In this episode of the podcast, I break down “drones over Paris” incidents with a timeline of the events. I explore the media frenzy over a letter that a UAV hobbyist received from the FAA where they equate his monetized YouTube videos as a commercial endeavor. I interview the aforementioned hobbyist Jayson Hanes to get a first-person account of what really happened.
The Verge is reporting that everyone’s favorite drone-maker (har har) is flush with money: DJI is about to become the first billion dollar consumer drone company. They are in the process of raising additional capital, Silicon Valley style:
And The Verge has learned that the company is currently in talks with Silicon Valley’s top venture capital firms to potentially raise a new round of funding. Sources familiar with the negotiations say DJI reported around $500 million in revenue for 2014, roughly four times what it did in 2013, and is on pace to do about $1 billion in sales this year. The potential valuation of the company would be a healthy multiple of that, several billion dollars, although no deal has yet been finalized.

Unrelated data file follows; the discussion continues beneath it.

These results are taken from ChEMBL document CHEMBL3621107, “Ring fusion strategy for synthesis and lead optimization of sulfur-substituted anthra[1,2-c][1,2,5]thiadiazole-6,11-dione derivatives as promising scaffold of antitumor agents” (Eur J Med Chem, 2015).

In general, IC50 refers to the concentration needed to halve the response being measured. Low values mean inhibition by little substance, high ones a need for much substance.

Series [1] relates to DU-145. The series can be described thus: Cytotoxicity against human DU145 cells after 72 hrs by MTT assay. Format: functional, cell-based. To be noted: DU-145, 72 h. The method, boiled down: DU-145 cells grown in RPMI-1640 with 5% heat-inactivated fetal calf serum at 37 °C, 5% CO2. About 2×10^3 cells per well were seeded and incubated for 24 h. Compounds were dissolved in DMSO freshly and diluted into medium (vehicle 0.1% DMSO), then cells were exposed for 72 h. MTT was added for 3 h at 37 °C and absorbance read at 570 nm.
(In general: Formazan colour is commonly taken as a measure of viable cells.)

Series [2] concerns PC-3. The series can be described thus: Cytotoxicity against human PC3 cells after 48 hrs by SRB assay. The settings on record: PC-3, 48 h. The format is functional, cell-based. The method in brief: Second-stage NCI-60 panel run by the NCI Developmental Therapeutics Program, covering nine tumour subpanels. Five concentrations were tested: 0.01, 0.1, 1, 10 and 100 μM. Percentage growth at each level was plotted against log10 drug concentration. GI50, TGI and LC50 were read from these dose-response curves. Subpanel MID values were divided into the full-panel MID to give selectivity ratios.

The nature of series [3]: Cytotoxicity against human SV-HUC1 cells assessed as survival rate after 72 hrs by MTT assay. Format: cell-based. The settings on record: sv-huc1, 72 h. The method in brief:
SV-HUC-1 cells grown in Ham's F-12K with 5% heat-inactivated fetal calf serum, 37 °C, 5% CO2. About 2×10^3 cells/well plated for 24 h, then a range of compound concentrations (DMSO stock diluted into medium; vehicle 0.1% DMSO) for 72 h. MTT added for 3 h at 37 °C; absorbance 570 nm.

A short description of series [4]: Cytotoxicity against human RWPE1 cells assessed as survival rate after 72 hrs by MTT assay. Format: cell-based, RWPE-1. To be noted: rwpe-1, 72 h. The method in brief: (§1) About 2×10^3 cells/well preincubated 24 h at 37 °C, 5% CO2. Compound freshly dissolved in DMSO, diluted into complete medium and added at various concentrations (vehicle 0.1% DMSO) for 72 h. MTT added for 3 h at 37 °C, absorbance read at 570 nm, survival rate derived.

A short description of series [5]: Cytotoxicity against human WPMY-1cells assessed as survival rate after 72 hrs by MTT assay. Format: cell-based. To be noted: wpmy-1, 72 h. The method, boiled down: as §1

Jayson Hanes, a UAV enthusiast, is in the middle of an FAA-induced controversy. He received a letter [pdf link] from the FAA telling him that they received a complaint about his commercial use of UAVs and it appers to be valid because he has monetization on his YouTube channel. He does’t do commercial aerial photography, in other words, he has never been hired nor is he for hire for your next wedding. He simply flies his DJI Phantom Vision around, records the sights and posts the video on YouTube. Ah, he is also enrolled in YouTube’s monetization program, so ads show up either before you watch his videos or a small banner is shown. More…